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Default profile picture jane mery

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Default profile picture catherine moir

Tower of BabelSociety

The words The End appear onscreen, and your heart, as big as a watermelon, is palpitating. Men and women who like to cultiver la petite fleur bleue ('cultivate their inner blue flower'), be assuaged: this weakness, this sweet, guilty foolishness is shared across Europe by many a heart on legs.

We owe this expression to the young German writer Novalis, who died at the age of 29 (sniff sniff). In his unfinished novel Heinrich von Ofterdingen, written in 1811, he tells the legend of a medieval singer who leaves to search for an ideal, and happens upon the blue flower, a symbol of poetry, there at his feet, delicately rooted in the fertile earth.

You can be a poet without being moved by a long drawn-out kiss in the cinema. Fans of popular romanticism, the incurables, are often referred to in Germany as rührselig ('to have a touched heart'). The blue colour remains, but it is that of the eyes which give people a foolish tinge, makes them look a little bit of a silly billy, as in the German expression blauäugig ('to be blue-eyed').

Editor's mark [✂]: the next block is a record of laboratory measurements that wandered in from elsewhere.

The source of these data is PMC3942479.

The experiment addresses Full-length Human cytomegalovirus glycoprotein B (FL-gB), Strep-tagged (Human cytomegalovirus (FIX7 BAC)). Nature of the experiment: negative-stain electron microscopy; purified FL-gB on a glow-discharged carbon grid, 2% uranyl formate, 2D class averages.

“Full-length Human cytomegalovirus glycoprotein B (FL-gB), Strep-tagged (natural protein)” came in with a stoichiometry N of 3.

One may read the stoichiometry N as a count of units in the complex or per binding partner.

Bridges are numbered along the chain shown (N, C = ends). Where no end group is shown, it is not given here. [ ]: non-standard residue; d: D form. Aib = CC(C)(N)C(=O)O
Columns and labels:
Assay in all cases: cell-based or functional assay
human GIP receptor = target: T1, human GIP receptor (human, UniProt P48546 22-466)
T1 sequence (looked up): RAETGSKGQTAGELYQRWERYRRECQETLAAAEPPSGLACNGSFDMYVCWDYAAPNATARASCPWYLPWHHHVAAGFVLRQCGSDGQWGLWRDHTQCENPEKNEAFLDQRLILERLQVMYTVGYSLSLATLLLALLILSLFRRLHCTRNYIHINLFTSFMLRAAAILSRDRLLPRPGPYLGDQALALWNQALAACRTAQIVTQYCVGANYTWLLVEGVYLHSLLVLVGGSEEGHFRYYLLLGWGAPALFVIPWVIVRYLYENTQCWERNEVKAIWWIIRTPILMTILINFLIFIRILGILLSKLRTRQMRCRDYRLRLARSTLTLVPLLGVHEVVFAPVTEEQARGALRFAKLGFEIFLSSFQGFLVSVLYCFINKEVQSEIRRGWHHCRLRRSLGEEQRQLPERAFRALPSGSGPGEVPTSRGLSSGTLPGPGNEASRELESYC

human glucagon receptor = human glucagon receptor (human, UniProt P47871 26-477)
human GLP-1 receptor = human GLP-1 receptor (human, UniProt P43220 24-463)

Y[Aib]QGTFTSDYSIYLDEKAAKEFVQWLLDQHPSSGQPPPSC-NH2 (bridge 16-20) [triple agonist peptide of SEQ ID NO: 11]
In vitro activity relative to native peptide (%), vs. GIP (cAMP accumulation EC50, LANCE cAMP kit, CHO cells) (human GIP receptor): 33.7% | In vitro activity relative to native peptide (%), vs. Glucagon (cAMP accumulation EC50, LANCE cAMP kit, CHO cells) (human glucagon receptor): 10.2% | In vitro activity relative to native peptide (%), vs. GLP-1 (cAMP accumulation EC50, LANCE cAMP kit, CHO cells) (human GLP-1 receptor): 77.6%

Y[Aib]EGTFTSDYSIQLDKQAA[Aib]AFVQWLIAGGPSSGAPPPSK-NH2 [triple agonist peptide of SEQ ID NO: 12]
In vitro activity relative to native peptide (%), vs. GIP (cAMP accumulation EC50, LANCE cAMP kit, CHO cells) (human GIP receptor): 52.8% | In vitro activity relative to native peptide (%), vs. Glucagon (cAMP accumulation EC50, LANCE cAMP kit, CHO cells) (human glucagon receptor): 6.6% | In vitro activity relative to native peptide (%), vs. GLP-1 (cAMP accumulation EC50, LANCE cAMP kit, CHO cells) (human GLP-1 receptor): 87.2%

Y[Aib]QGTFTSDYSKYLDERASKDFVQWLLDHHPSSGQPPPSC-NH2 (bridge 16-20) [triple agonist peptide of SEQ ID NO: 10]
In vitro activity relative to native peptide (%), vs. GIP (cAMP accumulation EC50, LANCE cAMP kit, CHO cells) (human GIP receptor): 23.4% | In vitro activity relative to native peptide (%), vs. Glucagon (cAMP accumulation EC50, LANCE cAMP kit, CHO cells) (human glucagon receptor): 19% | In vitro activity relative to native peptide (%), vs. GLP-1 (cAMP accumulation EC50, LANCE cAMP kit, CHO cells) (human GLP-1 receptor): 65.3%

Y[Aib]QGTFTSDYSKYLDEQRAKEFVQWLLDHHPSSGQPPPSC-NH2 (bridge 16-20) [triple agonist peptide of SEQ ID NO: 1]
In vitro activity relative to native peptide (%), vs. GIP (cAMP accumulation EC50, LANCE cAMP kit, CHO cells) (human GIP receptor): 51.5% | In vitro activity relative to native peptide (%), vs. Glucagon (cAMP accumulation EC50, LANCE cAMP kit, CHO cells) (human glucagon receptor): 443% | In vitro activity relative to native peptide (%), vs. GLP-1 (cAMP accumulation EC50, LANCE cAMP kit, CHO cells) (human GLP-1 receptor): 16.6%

On the other side of the Channel, it isn’t tears but cheese that run; someone who is cheesy likes to be a bit lovey dovey. Music, maestro - we go on to play the violins. Over to Iberia, the Spaniard who spends too much time with his nose in a Mills and Boon book is often called a novelero, someone who believes they are living their life in a novel.

Listen to the original phrases

French: 'fleur bleue'

German: 'rührselig'

English: 'cheesy'

Spanish: 'novelero'

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Translated from Fleur bleue